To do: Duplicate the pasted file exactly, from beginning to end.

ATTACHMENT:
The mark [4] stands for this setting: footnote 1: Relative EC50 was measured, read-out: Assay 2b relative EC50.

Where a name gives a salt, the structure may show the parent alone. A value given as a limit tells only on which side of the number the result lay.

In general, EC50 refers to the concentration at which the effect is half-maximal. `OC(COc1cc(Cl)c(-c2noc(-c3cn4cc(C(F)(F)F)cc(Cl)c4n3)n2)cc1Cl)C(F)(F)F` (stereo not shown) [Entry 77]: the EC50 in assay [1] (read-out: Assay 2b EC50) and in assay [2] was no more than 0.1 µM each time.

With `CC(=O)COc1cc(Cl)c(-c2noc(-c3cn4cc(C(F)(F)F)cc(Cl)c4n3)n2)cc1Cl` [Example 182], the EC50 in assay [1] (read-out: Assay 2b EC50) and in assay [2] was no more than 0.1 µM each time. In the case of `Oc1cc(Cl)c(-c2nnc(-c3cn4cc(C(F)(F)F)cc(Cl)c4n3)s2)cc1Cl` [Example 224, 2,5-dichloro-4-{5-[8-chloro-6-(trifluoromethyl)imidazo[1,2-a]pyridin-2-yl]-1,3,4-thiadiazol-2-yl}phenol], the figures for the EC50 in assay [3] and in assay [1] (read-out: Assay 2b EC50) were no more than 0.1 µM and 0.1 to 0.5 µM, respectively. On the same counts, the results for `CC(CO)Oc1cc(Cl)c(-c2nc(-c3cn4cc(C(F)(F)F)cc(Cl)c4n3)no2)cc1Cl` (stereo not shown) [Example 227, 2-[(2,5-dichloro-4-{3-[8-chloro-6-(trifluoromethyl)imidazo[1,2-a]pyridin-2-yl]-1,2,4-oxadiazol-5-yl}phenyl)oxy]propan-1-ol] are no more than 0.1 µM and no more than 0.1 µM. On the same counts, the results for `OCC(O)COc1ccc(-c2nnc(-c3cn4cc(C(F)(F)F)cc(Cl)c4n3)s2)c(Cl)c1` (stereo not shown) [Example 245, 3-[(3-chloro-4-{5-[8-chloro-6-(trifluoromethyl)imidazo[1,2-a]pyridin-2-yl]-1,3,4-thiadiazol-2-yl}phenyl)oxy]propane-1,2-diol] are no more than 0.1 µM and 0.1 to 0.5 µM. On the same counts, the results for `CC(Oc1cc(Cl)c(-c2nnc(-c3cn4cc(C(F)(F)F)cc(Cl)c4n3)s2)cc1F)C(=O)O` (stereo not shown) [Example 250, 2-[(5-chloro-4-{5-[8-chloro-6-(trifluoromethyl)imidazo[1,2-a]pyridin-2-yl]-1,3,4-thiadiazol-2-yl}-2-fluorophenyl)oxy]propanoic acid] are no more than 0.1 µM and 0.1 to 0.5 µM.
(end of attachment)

The mark [4] stands for this setting: footnote 1: Relative EC50 was measured, read-out: Assay 2b relative EC50.

Where a name gives a salt, the structure may show the parent alone. A value given as a limit tells only on which side of the number the result lay.

In general, EC50 refers to the concentration at which the effect is half-maximal. `OC(COc1cc(Cl)c(-c2noc(-c3cn4cc(C(F)(F)F)cc(Cl)c4n3)n2)cc1Cl)C(F)(F)F` (stereo not shown) [Entry 77]: the EC50 in assay [1] (read-out: Assay 2b EC50) and in assay [2] was no more than 0.1 µM each time.

With `CC(=O)COc1cc(Cl)c(-c2noc(-c3cn4cc(C(F)(F)F)cc(Cl)c4n3)n2)cc1Cl` [Example 182], the EC50 in assay [1] (read-out: Assay 2b EC50) and in assay [2] was no more than 0.1 µM each time. In the case of `Oc1cc(Cl)c(-c2nnc(-c3cn4cc(C(F)(F)F)cc(Cl)c4n3)s2)cc1Cl` [Example 224, 2,5-dichloro-4-{5-[8-chloro-6-(trifluoromethyl)imidazo[1,2-a]pyridin-2-yl]-1,3,4-thiadiazol-2-yl}phenol], the figures for the EC50 in assay [3] and in assay [1] (read-out: Assay 2b EC50) were no more than 0.1 µM and 0.1 to 0.5 µM, respectively. On the same counts, the results for `CC(CO)Oc1cc(Cl)c(-c2nc(-c3cn4cc(C(F)(F)F)cc(Cl)c4n3)no2)cc1Cl` (stereo not shown) [Example 227, 2-[(2,5-dichloro-4-{3-[8-chloro-6-(trifluoromethyl)imidazo[1,2-a]pyridin-2-yl]-1,2,4-oxadiazol-5-yl}phenyl)oxy]propan-1-ol] are no more than 0.1 µM and no more than 0.1 µM. On the same counts, the results for `OCC(O)COc1ccc(-c2nnc(-c3cn4cc(C(F)(F)F)cc(Cl)c4n3)s2)c(Cl)c1` (stereo not shown) [Example 245, 3-[(3-chloro-4-{5-[8-chloro-6-(trifluoromethyl)imidazo[1,2-a]pyridin-2-yl]-1,3,4-thiadiazol-2-yl}phenyl)oxy]propane-1,2-diol] are no more than 0.1 µM and 0.1 to 0.5 µM. On the same counts, the results for `CC(Oc1cc(Cl)c(-c2nnc(-c3cn4cc(C(F)(F)F)cc(Cl)c4n3)s2)cc1F)C(=O)O` (stereo not shown) [Example 250, 2-[(5-chloro-4-{5-[8-chloro-6-(trifluoromethyl)imidazo[1,2-a]pyridin-2-yl]-1,3,4-thiadiazol-2-yl}-2-fluorophenyl)oxy]propanoic acid] are no more than 0.1 µM and 0.1 to 0.5 µM.